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Upgrades: The Good, The Bad, The Ridiculous... and Sometimes Mandated?

Posted on December 17, 2008 by Archives

Some upgrades are proactive. After careful consideration and considerable time spent evaluating options, you decide it is time to replace a crucial component with a newer, better version.  Sometimes things go bump in the night; a server crash, your car’s transmission falls out, or Number 5 needs more input.  Whatever the cause, sometimes upgrades are forced upon you and you have to react quickly.

And sometimes upgrades are needlessly mandated; say, when a third party vendor, that you rely on for a major aspect of your business, sends you an email like this out of the blue:

In one month, you will be given access to the new platform, and you’ll be able to begin migrating your Website to it. Your existing platform will be removed 30 days later, thus completing the upgrade process.

Translation: We want to upgrade you to our new, unproven, untested system. And we want it when we want it, not when you want it. Oh yeah, and please do this as you head into the holiday shopping season.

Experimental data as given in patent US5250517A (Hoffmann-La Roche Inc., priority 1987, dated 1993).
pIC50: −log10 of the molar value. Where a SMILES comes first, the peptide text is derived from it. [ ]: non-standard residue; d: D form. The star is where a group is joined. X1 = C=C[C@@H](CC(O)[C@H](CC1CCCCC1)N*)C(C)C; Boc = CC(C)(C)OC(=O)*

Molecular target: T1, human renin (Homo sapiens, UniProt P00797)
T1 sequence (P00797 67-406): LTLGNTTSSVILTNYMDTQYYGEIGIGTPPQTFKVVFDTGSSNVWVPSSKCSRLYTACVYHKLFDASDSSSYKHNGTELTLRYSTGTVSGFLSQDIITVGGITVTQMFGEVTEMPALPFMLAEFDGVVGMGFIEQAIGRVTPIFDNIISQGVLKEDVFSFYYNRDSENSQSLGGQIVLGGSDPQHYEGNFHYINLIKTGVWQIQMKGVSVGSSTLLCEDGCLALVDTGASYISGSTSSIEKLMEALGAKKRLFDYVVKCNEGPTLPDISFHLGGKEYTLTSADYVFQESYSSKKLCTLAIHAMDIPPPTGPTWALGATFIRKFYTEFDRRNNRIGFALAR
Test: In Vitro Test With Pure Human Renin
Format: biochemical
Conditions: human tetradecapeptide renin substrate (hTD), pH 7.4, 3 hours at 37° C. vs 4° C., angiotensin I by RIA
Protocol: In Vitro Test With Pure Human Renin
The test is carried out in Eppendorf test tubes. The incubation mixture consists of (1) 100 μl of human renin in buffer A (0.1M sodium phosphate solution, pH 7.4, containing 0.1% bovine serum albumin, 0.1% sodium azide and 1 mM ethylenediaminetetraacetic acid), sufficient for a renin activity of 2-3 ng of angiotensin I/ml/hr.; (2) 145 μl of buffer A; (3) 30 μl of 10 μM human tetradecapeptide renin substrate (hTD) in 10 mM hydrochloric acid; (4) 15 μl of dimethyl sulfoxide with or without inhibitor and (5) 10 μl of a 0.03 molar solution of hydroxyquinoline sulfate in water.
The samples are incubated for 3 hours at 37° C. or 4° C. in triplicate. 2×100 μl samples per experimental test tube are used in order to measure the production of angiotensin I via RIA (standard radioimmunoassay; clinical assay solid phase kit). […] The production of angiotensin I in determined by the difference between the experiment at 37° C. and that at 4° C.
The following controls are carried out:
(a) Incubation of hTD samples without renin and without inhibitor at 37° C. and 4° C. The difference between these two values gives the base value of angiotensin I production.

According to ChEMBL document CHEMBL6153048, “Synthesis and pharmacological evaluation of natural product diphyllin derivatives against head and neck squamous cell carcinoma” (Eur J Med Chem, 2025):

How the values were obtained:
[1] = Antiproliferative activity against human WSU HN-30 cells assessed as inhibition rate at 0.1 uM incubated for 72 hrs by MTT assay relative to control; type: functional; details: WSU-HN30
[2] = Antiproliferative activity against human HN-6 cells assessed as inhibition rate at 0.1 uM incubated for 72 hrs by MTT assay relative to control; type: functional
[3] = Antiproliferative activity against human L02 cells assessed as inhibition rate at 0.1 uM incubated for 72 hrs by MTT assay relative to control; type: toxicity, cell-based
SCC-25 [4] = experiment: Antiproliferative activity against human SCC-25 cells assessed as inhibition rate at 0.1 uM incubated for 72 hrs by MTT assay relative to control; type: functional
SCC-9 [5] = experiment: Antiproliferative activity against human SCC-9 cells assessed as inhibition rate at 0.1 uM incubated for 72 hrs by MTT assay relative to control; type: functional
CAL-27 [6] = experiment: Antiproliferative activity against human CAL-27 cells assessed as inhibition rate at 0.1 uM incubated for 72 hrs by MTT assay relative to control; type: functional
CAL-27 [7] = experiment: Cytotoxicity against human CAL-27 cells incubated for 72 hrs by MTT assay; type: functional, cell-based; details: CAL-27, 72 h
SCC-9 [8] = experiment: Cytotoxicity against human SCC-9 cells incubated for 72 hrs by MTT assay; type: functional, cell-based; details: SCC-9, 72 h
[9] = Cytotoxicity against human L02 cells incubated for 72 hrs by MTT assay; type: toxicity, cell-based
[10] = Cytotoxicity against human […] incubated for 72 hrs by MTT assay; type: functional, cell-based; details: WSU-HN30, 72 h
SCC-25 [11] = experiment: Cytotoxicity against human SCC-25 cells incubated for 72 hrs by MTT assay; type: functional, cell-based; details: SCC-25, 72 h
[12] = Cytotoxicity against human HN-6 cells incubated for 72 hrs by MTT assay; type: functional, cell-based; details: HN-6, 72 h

This email caught us off guard and created quite a stir in our department. As a small to medium sized business, we don’t have the unlimited resources to do whatever we want, whenever we want. We plan our development projects out and schedule them in advance. So when we have a board full of projects such as EDI integrations, a new supplier interface, and a backend architecture upgrade already slated, and then a vendor, we pay for the use of their stable product, tries to dictate to us when to upgrade an already working product, we're not exactly thrilled.

The email went on to inform us that they realize that the upgrade window and timeline was small, so they’d happily recommend some high-priced consultants we could use to do the upgrade. How nice of them! So now we can pay through the nose to do an unnecessary upgrade we don’t want to do.

Apparently this didn’t go over well for their other customers either.  A few weeks later we received an email stating that due to the response from their customers, they were postponing the upgrade until after the New Year. It turns out that customers who pay good money for a reliable product don’t like being told how to run their business. And we don’t like being told to make major changes heading into the busy season. But mainly, we really don’t like throwing money and resources away for upgrades we don’t want or need.

Hopefully you don’t have this experience anytime soon. And if you do, make sure you let them know how you feel about it. Ultimately they have to listen to the people who pay their salaries.


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